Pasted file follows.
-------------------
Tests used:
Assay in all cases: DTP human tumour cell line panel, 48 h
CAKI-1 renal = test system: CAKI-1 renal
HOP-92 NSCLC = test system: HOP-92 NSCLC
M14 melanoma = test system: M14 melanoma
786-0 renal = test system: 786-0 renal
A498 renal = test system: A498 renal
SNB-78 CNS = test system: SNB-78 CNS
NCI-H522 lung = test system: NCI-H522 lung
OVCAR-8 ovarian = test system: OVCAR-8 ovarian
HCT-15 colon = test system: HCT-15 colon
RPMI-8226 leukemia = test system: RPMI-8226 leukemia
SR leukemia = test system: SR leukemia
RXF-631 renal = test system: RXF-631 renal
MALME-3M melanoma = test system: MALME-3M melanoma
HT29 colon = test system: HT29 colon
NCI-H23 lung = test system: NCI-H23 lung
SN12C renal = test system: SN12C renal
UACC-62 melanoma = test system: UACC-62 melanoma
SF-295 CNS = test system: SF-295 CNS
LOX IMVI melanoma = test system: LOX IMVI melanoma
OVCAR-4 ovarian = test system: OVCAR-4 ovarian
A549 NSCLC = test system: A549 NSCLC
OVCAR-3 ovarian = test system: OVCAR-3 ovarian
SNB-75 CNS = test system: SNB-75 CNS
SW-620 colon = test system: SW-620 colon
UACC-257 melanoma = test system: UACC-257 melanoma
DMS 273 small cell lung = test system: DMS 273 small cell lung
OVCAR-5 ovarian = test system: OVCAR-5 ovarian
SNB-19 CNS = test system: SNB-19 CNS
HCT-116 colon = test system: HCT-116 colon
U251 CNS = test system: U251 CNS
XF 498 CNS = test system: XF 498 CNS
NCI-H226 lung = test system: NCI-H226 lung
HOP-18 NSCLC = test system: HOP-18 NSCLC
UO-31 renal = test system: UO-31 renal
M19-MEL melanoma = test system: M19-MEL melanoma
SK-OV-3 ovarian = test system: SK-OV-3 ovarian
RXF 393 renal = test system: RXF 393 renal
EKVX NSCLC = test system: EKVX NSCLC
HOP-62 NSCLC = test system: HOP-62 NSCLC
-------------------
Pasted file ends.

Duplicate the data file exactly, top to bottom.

Tests used:
Assay in all cases: DTP human tumour cell line panel, 48 h
CAKI-1 renal = test system: CAKI-1 renal
HOP-92 NSCLC = test system: HOP-92 NSCLC
M14 melanoma = test system: M14 melanoma
786-0 renal = test system: 786-0 renal
A498 renal = test system: A498 renal
SNB-78 CNS = test system: SNB-78 CNS
NCI-H522 lung = test system: NCI-H522 lung
OVCAR-8 ovarian = test system: OVCAR-8 ovarian
HCT-15 colon = test system: HCT-15 colon
RPMI-8226 leukemia = test system: RPMI-8226 leukemia
SR leukemia = test system: SR leukemia
RXF-631 renal = test system: RXF-631 renal
MALME-3M melanoma = test system: MALME-3M melanoma
HT29 colon = test system: HT29 colon
NCI-H23 lung = test system: NCI-H23 lung
SN12C renal = test system: SN12C renal
UACC-62 melanoma = test system: UACC-62 melanoma
SF-295 CNS = test system: SF-295 CNS
LOX IMVI melanoma = test system: LOX IMVI melanoma
OVCAR-4 ovarian = test system: OVCAR-4 ovarian
A549 NSCLC = test system: A549 NSCLC
OVCAR-3 ovarian = test system: OVCAR-3 ovarian
SNB-75 CNS = test system: SNB-75 CNS
SW-620 colon = test system: SW-620 colon
UACC-257 melanoma = test system: UACC-257 melanoma
DMS 273 small cell lung = test system: DMS 273 small cell lung
OVCAR-5 ovarian = test system: OVCAR-5 ovarian
SNB-19 CNS = test system: SNB-19 CNS
HCT-116 colon = test system: HCT-116 colon
U251 CNS = test system: U251 CNS
XF 498 CNS = test system: XF 498 CNS
NCI-H226 lung = test system: NCI-H226 lung
HOP-18 NSCLC = test system: HOP-18 NSCLC
UO-31 renal = test system: UO-31 renal
M19-MEL melanoma = test system: M19-MEL melanoma
SK-OV-3 ovarian = test system: SK-OV-3 ovarian
RXF 393 renal = test system: RXF 393 renal
EKVX NSCLC = test system: EKVX NSCLC
HOP-62 NSCLC = test system: HOP-62 NSCLC